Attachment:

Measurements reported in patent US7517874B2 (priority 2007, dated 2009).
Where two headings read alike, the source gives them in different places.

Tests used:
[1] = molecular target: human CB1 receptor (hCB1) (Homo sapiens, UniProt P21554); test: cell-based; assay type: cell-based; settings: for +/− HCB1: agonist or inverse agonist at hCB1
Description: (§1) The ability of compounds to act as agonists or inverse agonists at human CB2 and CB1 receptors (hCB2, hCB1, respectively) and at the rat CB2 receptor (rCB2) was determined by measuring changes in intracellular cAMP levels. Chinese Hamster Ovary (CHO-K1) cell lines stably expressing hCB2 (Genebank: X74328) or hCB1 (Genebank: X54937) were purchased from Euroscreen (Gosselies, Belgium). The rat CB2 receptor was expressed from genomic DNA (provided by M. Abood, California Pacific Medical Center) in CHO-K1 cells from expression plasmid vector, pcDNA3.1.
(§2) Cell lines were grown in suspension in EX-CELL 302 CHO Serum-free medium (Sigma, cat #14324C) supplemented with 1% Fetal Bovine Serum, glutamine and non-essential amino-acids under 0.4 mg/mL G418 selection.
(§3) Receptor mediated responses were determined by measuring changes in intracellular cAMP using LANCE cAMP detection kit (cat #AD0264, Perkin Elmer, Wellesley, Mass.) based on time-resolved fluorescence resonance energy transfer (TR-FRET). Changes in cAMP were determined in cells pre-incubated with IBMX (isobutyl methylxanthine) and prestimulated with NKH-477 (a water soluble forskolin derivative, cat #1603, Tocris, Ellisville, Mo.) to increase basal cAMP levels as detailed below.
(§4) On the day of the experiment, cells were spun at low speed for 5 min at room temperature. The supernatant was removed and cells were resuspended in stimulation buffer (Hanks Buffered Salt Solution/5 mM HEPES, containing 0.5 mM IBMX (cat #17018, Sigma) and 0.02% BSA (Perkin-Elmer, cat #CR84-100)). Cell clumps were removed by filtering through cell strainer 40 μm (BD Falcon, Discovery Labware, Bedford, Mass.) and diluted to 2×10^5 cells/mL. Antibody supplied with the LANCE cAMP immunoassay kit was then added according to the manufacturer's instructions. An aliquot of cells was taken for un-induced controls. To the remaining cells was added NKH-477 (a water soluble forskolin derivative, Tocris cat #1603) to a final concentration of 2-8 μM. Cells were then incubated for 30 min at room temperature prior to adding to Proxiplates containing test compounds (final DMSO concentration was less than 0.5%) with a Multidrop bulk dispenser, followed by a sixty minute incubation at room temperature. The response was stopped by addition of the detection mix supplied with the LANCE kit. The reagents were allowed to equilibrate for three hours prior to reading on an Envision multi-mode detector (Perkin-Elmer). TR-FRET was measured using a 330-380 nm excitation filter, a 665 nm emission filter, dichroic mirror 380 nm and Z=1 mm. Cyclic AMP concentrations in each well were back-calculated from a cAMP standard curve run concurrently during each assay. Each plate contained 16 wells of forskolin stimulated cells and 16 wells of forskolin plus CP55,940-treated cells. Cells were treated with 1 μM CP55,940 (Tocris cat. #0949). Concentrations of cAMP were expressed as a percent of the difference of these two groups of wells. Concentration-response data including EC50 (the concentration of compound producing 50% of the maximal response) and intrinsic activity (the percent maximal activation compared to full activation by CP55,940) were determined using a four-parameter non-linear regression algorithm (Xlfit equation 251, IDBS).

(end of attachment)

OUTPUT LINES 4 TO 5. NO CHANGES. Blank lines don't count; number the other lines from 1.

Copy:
[1] = molecular target: human CB1 receptor (hCB1) (Homo sapiens, UniProt P21554); test: cell-based; assay type: cell-based; settings: for +/− HCB1: agonist or inverse agonist at hCB1
Description: (§1) The ability of compounds to act as agonists or inverse agonists at human CB2 and CB1 receptors (hCB2, hCB1, respectively) and at the rat CB2 receptor (rCB2) was determined by measuring changes in intracellular cAMP levels. Chinese Hamster Ovary (CHO-K1) cell lines stably expressing hCB2 (Genebank: X74328) or hCB1 (Genebank: X54937) were purchased from Euroscreen (Gosselies, Belgium). The rat CB2 receptor was expressed from genomic DNA (provided by M. Abood, California Pacific Medical Center) in CHO-K1 cells from expression plasmid vector, pcDNA3.1.